vegan dish

There is hope. Real, scientifically valid, practical hope. This is what I am learning from a few highly esteemed doctors and nutrition scientists who say there is much to be done with diet when it comes to cancer. What we eat very much affects the state of our health, so if we add in nutrition that supports healing while cutting out foods that create havoc, we can really change the course of our lives for the better. Here's the bottom line: Animal protein seems to greatly contribute to diseases of nearly every type, including cancer, and a plant-based (vegan) diet is not only good insofar as prevention, but it could also be curative.

I've asked Dr. T. Colin Campbell, professor emeritus of Cornell University and author of the groundbreaking The China Study to explain a little about how and why nutrition (both good and bad) affects cancer in our bodies. Campbell's work is regarded by many as the definitive epidemiological examination of the relationship between diet and disease. He has received more than 70 grant years of peer-reviewed research (the gold standard of research), much of it from the National Institutes of Health (NIH), and he has authored more than 300 research papers. He grew up on a dairy farm believing in the great health value of animal protein in the American diet and set out in his career to investigate how to produce more and better animal protein. Troublesome to his preconceived hypothesis of the goodness of dairy, Campbell kept running up against results that consistently proved an emerging and comprehensive truth: that animal protein is disastrous to human health.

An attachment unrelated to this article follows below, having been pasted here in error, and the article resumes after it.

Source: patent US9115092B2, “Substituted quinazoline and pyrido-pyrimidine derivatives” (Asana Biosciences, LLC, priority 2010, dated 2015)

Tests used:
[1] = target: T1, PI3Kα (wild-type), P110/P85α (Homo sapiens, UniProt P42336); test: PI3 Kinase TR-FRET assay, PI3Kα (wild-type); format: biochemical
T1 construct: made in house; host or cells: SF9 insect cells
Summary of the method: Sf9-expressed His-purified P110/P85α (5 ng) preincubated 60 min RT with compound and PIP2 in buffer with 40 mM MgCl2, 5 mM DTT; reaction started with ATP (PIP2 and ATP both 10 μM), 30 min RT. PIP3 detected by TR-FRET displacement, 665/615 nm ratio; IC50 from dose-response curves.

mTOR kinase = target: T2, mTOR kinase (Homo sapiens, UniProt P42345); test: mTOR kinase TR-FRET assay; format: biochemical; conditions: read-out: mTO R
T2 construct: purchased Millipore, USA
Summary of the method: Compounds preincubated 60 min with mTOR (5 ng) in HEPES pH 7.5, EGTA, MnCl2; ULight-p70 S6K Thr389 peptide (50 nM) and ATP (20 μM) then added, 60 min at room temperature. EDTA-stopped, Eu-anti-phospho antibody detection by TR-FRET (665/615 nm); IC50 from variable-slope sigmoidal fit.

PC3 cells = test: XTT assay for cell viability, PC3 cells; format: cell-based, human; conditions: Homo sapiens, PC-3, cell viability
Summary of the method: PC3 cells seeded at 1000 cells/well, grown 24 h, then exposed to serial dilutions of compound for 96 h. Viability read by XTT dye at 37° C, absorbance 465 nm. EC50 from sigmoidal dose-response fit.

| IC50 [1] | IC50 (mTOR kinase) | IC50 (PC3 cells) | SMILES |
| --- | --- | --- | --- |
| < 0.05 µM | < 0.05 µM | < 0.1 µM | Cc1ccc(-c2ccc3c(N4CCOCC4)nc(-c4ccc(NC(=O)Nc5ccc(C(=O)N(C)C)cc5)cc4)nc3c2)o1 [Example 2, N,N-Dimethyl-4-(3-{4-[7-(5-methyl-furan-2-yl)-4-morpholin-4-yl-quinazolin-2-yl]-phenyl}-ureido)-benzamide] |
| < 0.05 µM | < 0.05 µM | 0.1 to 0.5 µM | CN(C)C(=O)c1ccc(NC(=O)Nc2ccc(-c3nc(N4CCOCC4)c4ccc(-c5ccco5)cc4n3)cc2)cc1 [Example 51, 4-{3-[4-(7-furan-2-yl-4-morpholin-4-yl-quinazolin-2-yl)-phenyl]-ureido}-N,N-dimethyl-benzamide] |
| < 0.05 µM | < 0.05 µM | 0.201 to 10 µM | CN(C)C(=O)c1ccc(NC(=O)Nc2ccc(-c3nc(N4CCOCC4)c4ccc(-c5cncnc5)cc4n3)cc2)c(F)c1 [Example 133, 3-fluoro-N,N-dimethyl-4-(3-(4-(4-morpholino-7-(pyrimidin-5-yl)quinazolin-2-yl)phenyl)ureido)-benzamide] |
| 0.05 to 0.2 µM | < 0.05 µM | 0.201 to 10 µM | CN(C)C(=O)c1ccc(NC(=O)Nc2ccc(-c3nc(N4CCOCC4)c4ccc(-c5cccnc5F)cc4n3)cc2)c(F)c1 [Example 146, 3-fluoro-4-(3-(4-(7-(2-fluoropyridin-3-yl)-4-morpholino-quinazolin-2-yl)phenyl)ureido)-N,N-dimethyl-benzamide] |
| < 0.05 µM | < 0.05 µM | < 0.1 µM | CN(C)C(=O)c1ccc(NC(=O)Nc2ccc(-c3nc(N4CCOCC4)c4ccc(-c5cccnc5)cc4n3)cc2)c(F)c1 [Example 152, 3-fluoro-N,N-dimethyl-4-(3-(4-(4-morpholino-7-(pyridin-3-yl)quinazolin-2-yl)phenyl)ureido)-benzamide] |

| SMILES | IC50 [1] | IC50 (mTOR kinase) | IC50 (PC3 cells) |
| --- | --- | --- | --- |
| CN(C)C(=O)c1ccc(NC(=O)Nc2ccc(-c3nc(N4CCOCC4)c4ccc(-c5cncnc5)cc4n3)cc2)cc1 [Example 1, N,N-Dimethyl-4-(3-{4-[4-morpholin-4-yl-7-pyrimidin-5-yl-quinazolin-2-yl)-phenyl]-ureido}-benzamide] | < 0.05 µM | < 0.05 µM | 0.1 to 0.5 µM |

Through a variety of experimental study designs, epidemiological evidence and observation of real-life conditions that had rational, biological explanations, Dr. Campbell has made a direct and powerful correlation between cancer and animal protein.

He says that at various times throughout our lives, we all have cancer cells that will pop up in our bodies, but what "feeds" the cancer and fortifies it is, among other things, animal protein. Why is that? Because animal protein (meat, dairy and eggs) alters the mix of hormones and modifies important enzyme activities, causes inflammation and cell proliferation and creates an acidic atmosphere in the body—all of which create and ideal environment for cancer to thrive.

On the other hand, when you eat a plant-based (vegan) diet, you are getting the antioxidants inherent in vegetables and fruits that are critical to neutralizing cancer-causing free radicals in the body and fiber that acts like a scrub brush going through your body. A varied, plant-based diet is a protective diet—sufficient in amino acids for protein needs; high in fiber, antioxidants, vitamins and minerals; and low in saturated fats. 

How can you put nutrition to work for you now?